We also talked about how to quantify machine learning model performance and how to improve it with regularization. In all these articles, we used Python for “from the scratch” implementations and libraries like TensorFlowPytorch and SciKit Learn. The word optimization popped out more than once in these articles, so in this and next article, we focus on optimization techniques which are an important part of the machine learning process.

In general, every machine learning algorithm is composed of three integral parts:

  1. loss function.
  2. Optimization criteria based on the loss function, like a cost function.
  3. Optimization technique – this process leverages training data to find a solution for optimization criteria (cost function).

As you were able to see in previous articles, some algorithms were created intuitively and didn’t have optimization criteria in mind. In fact, mathematical explanations of why and how these algorithms work were done later. Some of these algorithms are Decision Trees and kNN. Other algorithms, which were developed later had this thing in mind beforehand. SVMis one example.

During the training, we change the parameters of our machine learning model to try and minimize the loss function. However, the question of how do you change those parameters arises. Also, by how much should we change them during training and when. To answer all these questions we use optimizers. They put all different parts of the machine learning algorithm together. So far we mentioned Gradient Decent as an optimization technique, but we haven’t explored it in more detail. In this article, we focus on that and we cover the grandfather of all optimization techniques and its variation. Note that these techniques are not machine learning algorithms. They are solvers of minimization problems in which the function to minimize has a gradient in most points of its domain.

Dataset & Prerequisites

Data that we use in this article is the famous Boston Housing Dataset . This dataset is composed 14 features and contains information collected by the U.S Census Service concerning housing in the area of Boston Mass. It is a small dataset  with only 506 samples.

For the purpose of this article, make sure that you have installed the following _Python _libraries:

  • **NumPy **– Follow this guide if you need help with installation.
  • **SciKit Learn **– Follow this guide if you need help with installation.
  • Pandas – Follow this guide if you need help with installation.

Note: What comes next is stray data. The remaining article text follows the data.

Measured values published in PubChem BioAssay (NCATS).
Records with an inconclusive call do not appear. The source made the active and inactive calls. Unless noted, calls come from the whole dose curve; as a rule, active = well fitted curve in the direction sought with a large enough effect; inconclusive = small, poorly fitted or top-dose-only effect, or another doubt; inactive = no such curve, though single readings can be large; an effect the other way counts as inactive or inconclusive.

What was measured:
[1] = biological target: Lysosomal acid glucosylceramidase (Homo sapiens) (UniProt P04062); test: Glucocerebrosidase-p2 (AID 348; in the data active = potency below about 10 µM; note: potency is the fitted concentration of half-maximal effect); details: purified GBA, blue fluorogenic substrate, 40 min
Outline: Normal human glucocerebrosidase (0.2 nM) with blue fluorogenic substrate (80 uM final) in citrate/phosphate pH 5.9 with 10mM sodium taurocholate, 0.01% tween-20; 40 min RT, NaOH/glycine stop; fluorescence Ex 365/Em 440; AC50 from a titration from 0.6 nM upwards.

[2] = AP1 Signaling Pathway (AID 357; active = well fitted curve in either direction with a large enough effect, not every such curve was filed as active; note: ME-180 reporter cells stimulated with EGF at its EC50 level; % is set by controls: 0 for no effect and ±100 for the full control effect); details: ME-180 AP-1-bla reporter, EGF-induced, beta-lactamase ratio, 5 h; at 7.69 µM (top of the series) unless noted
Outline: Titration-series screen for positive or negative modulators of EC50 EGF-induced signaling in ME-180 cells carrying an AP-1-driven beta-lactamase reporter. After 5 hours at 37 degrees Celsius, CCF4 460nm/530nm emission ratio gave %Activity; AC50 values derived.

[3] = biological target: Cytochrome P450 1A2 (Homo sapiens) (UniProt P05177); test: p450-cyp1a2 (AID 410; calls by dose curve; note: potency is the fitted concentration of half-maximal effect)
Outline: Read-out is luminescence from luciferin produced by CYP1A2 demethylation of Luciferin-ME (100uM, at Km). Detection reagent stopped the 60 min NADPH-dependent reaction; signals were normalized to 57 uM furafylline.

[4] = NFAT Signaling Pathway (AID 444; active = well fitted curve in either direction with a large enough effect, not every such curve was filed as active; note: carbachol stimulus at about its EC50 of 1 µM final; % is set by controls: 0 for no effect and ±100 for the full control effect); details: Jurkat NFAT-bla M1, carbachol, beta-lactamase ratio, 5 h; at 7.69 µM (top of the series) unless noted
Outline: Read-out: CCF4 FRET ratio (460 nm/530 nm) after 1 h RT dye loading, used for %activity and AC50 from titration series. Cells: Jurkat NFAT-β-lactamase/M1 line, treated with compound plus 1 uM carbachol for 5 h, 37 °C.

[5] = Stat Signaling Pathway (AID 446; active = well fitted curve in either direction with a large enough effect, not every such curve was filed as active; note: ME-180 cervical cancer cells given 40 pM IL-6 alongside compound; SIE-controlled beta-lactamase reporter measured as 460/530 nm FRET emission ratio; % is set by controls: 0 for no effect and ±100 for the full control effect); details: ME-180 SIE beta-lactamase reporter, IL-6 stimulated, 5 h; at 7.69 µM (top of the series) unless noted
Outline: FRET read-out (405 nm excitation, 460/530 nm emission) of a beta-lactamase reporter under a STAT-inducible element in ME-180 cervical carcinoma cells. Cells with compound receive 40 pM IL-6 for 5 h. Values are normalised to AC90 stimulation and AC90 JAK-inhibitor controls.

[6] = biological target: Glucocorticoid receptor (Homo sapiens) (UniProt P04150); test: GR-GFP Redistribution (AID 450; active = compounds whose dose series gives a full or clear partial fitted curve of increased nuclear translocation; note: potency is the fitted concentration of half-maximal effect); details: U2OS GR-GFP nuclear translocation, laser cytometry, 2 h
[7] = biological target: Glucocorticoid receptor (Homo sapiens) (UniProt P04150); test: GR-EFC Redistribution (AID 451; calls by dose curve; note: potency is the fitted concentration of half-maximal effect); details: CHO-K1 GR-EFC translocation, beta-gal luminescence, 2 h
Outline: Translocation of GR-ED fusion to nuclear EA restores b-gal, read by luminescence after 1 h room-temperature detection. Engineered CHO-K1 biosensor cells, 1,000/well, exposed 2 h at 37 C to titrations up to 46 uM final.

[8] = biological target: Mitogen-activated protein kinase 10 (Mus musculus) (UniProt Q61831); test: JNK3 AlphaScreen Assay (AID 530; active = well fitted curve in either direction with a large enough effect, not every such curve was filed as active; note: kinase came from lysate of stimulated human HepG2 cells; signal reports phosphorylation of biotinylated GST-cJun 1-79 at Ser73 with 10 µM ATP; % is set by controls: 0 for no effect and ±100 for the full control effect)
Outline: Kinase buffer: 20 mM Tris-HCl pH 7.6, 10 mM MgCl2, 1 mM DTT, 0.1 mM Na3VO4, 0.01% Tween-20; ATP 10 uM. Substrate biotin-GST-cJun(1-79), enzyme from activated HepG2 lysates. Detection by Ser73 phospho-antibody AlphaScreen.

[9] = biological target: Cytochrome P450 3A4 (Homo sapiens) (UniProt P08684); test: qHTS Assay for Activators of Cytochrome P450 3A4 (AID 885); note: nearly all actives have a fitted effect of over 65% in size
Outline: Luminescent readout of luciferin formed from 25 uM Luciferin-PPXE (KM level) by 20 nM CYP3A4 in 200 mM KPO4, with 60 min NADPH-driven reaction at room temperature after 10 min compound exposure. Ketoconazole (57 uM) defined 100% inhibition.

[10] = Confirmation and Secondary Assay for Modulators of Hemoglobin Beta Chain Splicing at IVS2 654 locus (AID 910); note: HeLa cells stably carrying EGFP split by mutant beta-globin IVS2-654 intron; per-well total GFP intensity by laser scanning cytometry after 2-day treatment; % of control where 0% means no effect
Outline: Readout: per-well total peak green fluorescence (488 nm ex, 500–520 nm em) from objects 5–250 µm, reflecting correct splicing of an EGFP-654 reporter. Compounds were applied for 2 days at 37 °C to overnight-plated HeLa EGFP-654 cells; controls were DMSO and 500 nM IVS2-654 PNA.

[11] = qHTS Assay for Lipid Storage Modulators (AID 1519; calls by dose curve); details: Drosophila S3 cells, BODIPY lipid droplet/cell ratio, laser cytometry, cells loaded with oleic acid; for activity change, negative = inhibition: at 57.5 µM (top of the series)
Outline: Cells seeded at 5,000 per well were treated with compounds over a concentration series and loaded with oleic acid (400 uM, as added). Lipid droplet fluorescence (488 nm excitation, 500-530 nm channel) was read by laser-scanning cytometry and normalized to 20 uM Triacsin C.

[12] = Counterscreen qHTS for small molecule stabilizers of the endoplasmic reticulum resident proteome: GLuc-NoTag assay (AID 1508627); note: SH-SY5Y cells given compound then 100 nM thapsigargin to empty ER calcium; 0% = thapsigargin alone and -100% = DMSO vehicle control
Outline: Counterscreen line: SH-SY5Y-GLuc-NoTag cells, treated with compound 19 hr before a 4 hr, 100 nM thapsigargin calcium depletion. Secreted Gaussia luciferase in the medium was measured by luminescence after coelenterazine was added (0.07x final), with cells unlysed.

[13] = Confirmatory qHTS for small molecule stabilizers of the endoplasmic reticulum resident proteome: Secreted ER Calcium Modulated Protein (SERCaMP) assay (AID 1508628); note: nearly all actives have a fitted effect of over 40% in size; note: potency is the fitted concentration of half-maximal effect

Once installed make sure that you have imported all the necessary modules that are used in this tutorial.

import pandas as pd
import numpy as np
import matplotlib.pyplot as plt

from sklearn.model_selection import train_test_split
from sklearn.metrics import mean_squared_error
from sklearn.preprocessing import StandardScaler
from sklearn.linear_model import SGDRegressor

Apart from that, it would be good to be at least familiar with the basics of linear algebracalculus and probability.

Why do we use Optimizers?

Note that we also use simple Linear Regression in all examples. Due to the fact that we explore optimizationtechniques, we picked the easiest machine learning algorithm. You can see more details about Linear regression here. As a quick reminder the formula for linear regression goes like this:

where w and b are parameters of the machine learning algorithm. The entire point of the training process is to set the correct values to the w and b, so we get the desired output from the machine learning model. This means that we are trying to make the value of our error vector as small as possible, i.e. to find a global minimum of the cost function.

One way of solving this problem is to use calculus. We could compute derivatives and then use them to find places where is an extrema of the cost function. However, the cost function is not a function of one or a few variables; it is a function of all parameters of a machine learning algorithm, so these calculations will quickly grow into a monster. That is why we use these optimizers.

#ai #machine learning #python #artificaial inteligance #artificial intelligence #batch gradient descent #data science #datascience #deep learning #from scratch #gradient descent #machine learning #machine learning optimizers #ml optimization #optimizers #scikit learn #software #software craft #software craftsmanship #software development #stochastic gradient descent

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August  Larson